Chad Pennington, a movie-cowboy from Hollywood, gets into trouble when he poses as a two-gun outlaw from Texas named Tommy Hawk. He gets himself involved in a dispute between a development ... See full summary »
Conrad Warrener, a man of near middle-age, reflects nostalgically on the happy times of his youth and decides to recapture them. However, what he learns about the "second time around" is ... See full summary »
William C. de Mille
Mabel Van Buren,
Richard Grace (Donald Daring), Wanda Hawley (Lorain, the bride), Gaston Glass (Jack Bryan, the "best man"), Dick Sutherland (the skipper of Donald's yacht), Mary Land (the bride's mother), Dorothy Vernon (Mrs Gibbs), Eddie Harris (Phinneas Gibbs, a crossword puzzle addict), Milburn Moranti.
Director: FRANK S. MATTISON. Adapted from the story "The Ace and the Queen" by Putnam Hoover. Titles: Ralph Spence. Photography: Bert Longnecker, Gus Boswell. Art director: Milton Fowler. A Sunset Production presented by Anthony J. Xydias.
Not copyright 1925 by Sunset Productions. Released through Aywon Film Corp.: 3 September 1925. 5 reels. 4,870 feet
SYNOPSIS: "Love is intoxication and marriage is the hangover."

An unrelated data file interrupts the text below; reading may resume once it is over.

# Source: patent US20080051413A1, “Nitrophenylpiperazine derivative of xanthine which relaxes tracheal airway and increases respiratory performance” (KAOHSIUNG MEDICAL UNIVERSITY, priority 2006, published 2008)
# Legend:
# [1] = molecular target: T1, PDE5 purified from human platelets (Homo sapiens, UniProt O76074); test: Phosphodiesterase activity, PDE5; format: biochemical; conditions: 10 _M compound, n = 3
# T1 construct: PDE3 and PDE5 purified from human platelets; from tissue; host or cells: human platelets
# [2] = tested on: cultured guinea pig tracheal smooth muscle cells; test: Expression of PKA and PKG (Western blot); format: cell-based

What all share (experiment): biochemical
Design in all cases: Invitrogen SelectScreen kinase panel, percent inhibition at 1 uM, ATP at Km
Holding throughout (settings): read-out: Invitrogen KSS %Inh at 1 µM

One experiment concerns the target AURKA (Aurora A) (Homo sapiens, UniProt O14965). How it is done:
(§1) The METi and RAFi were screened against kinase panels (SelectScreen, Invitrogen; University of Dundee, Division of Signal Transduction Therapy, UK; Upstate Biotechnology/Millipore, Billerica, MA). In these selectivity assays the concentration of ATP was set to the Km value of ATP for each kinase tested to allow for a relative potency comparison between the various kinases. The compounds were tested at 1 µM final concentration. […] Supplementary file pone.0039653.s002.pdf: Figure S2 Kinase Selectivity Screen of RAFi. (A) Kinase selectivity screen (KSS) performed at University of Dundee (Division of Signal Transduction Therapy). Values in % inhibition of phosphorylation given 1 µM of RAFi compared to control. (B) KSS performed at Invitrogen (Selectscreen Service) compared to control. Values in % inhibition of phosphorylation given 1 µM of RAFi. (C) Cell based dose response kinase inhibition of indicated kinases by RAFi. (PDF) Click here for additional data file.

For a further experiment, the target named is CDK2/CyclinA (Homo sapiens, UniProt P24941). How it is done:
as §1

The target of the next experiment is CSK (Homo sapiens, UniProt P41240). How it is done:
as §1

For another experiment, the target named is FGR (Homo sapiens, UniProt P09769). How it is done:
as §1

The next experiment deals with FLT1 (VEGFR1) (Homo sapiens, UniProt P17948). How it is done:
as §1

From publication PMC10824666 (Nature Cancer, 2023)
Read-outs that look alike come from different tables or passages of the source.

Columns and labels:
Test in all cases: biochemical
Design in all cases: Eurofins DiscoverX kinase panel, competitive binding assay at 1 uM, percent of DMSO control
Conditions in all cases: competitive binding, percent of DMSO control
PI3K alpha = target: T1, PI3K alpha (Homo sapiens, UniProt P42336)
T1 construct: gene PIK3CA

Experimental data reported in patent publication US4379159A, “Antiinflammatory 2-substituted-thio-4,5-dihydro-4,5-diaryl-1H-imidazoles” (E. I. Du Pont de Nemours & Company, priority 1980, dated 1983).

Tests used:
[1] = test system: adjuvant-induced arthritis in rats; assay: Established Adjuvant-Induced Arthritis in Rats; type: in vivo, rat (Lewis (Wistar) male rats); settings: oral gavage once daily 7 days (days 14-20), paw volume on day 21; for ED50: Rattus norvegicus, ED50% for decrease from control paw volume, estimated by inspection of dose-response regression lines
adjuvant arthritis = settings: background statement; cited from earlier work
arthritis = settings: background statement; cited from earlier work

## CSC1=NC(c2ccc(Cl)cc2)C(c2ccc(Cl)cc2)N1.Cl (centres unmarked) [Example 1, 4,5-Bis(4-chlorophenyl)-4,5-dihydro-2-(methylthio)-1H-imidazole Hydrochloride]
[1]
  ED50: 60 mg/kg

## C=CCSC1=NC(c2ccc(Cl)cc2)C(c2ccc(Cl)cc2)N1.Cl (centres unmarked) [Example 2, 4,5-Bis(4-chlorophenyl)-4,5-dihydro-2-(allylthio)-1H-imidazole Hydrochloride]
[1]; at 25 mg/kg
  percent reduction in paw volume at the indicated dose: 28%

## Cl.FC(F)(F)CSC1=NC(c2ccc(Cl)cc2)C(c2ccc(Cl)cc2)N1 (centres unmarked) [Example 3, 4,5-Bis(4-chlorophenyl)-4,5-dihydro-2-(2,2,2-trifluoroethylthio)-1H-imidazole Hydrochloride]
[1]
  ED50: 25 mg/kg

COMMENT: This movie survives in its cutdown Kodascope version in which the role played by Milburn Morante (or Moranti the actor used both spellings throughout his career) has possibly disappeared. I confess I don't know what he looks like a man with 379 acting credits and I've no idea what he looks like! Incredible! (But you would think he'd have a photograph in Quinlan or McClure, along with the Burt Mustins of this world!) Anyway, this is a really wonderful movie fast-paced, funny, highly original, with great stunts and some delightfully inimitable characters. My favorite is Eddie Harris' crossword fanatic, but our daft but daring hero and our sulky, moody heroine are not far behind. And let's not forget the impeccable villain of the piece, Gaston Glass. Once Sarah Bernhardt's leading man, super-handsome Glass had a big career in silent movies, but, oddly, despite his super-impressive stage background, he was soon reduced to walk-ons in talkies. Nevertheless, he had the game beaten in 1936 when he switched to production manager (or unit manager or production unit manager). Getting back to Flying Fool, our hero's captain, Dick Sutherland, has but an ephemeral role in this version, but what a face! As for our inventive director, Frank S, Mattison, he retired in 1929 after making his first full talkie and who would blame him! All told, as I've said this is a wonderful movie and available in a first-class, really beautiful copy (not a mark on it, except of course in the stock library aerial shots) from Alpha.
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